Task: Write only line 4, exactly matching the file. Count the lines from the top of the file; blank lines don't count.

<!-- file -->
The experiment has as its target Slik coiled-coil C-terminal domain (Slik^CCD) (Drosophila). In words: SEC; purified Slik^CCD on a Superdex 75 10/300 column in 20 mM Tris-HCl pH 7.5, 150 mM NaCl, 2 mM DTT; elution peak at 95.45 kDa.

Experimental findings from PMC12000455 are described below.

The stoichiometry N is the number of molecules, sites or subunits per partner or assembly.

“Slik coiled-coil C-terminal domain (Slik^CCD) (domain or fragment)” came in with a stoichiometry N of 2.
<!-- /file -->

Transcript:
“Slik coiled-coil C-terminal domain (Slik^CCD) (domain or fragment)” came in with a stoichiometry N of 2.